Michigan Association of School Administrators

Service | Leadership | Collaboration | Excellence

MET Life survey reveals school leadership is more complex, challenging, and stressful

Teacher Satisfaction Continues to Decline; Educators More Confident about Their Ability To Implement Common Core State Standards than about Standards’ Impact

As major changes in education loom and cuts in many public school budgets continue, the job of running the nation’s schools has become more complex, challenging, and stressful, the new MetLife Survey of the American Teacher: Challenges for School Leadership (2012) reveals.

School leaders today say that key responsibilities are challenging, particularly those schools alone cannot address. The challenges include balancing budgets—more than half of both teachers (56 percent) and principals (53 percent) report that their school’s budget has decreased in the last 12 months—and addressing the growing needs of diverse learners and their families.

Many principals say their jobs have changed over the last five years (69 percent say the responsibilities are not very similar) and 75 percent say their jobs have become too complex. Principals also report high levels of stress and limited control over key academic functions in their schools. About half of all principals (48 percent) and teachers (51 percent) report that they feel under great stress in their job at least several days a week.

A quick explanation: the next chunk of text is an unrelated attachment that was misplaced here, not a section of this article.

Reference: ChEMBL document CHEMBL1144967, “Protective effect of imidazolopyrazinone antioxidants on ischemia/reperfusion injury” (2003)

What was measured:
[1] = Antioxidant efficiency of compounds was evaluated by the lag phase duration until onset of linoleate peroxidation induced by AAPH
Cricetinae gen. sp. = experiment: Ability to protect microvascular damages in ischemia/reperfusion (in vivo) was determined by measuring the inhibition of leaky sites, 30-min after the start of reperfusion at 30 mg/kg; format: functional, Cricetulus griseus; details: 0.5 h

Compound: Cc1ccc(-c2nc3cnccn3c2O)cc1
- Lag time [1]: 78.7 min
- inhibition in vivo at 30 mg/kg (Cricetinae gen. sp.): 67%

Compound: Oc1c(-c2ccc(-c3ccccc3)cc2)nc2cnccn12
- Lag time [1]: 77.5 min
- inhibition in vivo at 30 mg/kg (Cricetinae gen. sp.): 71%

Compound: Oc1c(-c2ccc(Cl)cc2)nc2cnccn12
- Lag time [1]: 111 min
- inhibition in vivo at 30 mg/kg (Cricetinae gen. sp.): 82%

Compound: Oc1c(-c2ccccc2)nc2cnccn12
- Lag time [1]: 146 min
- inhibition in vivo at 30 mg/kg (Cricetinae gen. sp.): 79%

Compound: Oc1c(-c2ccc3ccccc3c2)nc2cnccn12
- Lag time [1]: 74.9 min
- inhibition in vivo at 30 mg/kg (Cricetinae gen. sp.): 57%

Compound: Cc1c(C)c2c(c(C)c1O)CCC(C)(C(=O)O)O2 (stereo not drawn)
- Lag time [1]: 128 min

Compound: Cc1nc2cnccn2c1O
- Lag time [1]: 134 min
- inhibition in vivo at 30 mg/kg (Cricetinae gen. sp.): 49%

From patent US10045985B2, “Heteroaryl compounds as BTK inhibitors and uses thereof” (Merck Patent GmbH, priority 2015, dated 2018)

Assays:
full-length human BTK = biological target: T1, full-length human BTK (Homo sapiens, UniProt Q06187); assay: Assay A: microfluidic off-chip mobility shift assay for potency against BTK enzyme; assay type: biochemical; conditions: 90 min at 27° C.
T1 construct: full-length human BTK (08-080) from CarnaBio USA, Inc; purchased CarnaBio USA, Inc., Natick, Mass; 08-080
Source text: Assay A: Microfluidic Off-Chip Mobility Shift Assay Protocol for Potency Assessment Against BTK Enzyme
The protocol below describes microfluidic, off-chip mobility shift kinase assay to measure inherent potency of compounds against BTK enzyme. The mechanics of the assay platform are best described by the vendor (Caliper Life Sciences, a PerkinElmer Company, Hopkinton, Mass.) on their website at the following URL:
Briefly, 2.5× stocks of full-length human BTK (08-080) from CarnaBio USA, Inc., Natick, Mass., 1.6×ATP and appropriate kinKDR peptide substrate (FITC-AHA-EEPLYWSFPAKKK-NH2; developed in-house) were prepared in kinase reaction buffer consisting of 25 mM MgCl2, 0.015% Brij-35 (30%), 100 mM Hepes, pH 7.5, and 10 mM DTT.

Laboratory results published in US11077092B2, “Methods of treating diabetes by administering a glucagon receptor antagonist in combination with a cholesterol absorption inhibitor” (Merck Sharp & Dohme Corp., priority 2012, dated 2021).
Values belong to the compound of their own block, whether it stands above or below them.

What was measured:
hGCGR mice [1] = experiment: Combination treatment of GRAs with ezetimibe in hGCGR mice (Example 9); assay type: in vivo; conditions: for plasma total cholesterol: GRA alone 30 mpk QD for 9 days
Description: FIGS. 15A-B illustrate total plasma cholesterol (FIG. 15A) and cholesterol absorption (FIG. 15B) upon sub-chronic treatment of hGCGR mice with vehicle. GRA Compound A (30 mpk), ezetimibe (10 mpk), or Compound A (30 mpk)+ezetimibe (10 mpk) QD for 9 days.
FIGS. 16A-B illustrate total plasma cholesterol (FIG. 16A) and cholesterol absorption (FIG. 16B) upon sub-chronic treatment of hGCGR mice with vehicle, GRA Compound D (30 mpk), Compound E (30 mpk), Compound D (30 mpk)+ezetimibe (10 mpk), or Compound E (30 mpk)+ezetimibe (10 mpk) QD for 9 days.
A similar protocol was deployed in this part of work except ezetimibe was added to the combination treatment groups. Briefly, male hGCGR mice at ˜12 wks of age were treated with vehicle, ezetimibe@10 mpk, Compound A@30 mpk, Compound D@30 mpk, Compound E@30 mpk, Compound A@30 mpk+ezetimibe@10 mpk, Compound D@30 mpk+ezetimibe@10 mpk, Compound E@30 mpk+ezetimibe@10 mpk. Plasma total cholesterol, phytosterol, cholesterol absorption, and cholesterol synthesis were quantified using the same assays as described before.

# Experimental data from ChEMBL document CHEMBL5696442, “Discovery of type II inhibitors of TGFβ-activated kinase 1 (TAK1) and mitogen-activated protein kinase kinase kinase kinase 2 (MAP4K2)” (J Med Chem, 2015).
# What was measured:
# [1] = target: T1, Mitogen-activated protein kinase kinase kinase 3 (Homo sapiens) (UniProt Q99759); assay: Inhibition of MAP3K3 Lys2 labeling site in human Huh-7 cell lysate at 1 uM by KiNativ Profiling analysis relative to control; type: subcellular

Meanwhile, nine in ten principals (89 percent) say they are accountable for everything that happens to the children in their
schools, but fewer principals say they have a great deal of control over key school-based functions, including the curriculum and instruction in their schools (42 percent) and making decisions about removing teachers (43 percent). The survey—the 29th in an annual series commissioned by MetLife and conducted by Harris Interactive1— examines the views of teachers and principals on the responsibilities and challenges facing school leaders, including the changing roles of principals and teachers, budget and resources, professional satisfaction, and implementation of the Common Core State Standards for college and career readiness.

Read a Summary by MET Life

Read the survey

Read a response by NEA president, Dennis Van Roekel

Embargoed MetLilfe TeacherSurvey2012.pdf2.51 MB
2012 Teacher Survey PR FINAL_embargoed 022013.pdf73.98 KB
NEA president-MetLife Survey of the American Teacher.docx12.38 KB